The question I would like to ask of this would be: who does own this country? As far back as we know, all my family has been born in England or Wales. Do we really think that I have any more claim to this country than that vexed woman? Then why would she have any more claim than the Asian newcomer? When you think about it, the idea that I have any more right to any part of this country by virtue of where I was born (or worse, where my ancestors were born) doesn’t make much sense. The relatively modern idea of nation-states and nationality, if it ever made sense, doesn’t any more. I suppose the idea of nationality is mostly that groups of similar people would rule themselves. Well, what counts as similar? Would even your street constitute one nation? Why should I, a man from north Essex, have any more right to live in Salford than a woman from Tehran might?
The idea of a ‘scapegoat’ comes from a ritual practised in ancient times in the Jewish Temple, where the sins of all the community would be symbolically heaped upon a goat and it would be exiled from the town. Today migrants are our scapegoats: too many people is why the NHS is struggling to cope, too many foreigners is why there aren’t enough jobs and somehow also why the social security system is crumbling. Do we really believe this is entirely true? That the NHS’s problems aren’t something to do with systematic asset-stripping and privitisation? That our social security isn’t crumbling because it is woefully underfunded while multinational companies and multimillionaires pay shocklingly little tax?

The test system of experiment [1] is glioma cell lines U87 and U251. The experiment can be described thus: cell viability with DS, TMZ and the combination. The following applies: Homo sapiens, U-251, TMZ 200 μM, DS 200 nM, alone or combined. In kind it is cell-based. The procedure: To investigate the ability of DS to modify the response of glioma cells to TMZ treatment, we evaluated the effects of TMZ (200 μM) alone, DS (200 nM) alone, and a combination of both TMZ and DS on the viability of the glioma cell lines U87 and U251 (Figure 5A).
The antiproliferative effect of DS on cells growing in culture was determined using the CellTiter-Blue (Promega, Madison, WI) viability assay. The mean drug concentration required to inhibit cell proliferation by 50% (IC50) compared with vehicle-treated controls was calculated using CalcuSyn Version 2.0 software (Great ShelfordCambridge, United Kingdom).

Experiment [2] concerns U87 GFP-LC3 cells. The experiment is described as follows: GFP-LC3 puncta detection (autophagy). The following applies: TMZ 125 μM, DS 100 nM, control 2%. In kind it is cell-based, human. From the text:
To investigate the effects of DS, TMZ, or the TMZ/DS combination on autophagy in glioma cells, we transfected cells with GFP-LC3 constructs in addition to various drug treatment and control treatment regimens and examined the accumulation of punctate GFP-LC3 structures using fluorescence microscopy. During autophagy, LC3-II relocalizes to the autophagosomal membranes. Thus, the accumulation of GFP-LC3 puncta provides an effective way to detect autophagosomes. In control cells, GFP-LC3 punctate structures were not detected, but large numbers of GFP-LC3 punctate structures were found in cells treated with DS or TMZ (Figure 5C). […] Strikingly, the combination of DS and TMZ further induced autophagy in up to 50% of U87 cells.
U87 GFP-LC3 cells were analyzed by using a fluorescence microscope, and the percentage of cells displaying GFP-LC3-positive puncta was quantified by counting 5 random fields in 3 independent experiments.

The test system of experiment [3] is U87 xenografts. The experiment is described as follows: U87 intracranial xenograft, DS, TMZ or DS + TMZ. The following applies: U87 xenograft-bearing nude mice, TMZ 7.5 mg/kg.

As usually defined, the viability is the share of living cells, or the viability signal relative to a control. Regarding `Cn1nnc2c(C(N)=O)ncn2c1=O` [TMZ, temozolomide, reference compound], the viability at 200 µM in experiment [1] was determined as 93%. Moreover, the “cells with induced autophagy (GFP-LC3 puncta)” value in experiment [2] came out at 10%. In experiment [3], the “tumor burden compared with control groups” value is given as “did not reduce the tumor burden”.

Should we think of someone as ‘not us’ because they come from a different place? You have the opportunity to make a good decision — you have the pleasure of welcoming lots of newcomers in Old Trafford. You know what their lives are like. You see even a little of how they are treated. Many of you have lived those lives, or your parents have. Long may the loving community I’ve seen here continue to celebrate our common humanity.